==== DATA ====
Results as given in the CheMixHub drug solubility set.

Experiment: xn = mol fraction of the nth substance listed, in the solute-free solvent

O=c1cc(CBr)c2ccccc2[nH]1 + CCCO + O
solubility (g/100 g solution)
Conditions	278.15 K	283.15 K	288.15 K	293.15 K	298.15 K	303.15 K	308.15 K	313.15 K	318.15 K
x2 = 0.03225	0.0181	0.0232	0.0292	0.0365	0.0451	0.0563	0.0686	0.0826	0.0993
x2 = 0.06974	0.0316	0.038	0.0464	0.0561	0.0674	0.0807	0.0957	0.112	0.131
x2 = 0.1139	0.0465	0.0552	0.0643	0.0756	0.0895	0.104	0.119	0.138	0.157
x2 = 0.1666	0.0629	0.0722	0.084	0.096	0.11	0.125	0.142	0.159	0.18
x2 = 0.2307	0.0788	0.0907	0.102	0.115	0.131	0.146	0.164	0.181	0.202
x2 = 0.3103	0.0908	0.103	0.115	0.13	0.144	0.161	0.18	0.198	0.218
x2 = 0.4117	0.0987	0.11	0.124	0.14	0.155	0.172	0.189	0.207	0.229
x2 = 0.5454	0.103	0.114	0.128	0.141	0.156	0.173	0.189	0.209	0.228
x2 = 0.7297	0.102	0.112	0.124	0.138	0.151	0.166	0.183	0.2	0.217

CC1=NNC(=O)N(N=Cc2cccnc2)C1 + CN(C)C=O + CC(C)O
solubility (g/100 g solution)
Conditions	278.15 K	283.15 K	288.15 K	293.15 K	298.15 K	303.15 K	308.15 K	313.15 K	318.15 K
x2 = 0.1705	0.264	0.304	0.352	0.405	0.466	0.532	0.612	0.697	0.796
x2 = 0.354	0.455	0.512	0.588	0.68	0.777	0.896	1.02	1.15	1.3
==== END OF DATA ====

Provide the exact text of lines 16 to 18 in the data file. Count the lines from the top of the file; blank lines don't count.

solubility (g/100 g solution)
Conditions	278.15 K	283.15 K	288.15 K	293.15 K	298.15 K	303.15 K	308.15 K	313.15 K	318.15 K
x2 = 0.1705	0.264	0.304	0.352	0.405	0.466	0.532	0.612	0.697	0.796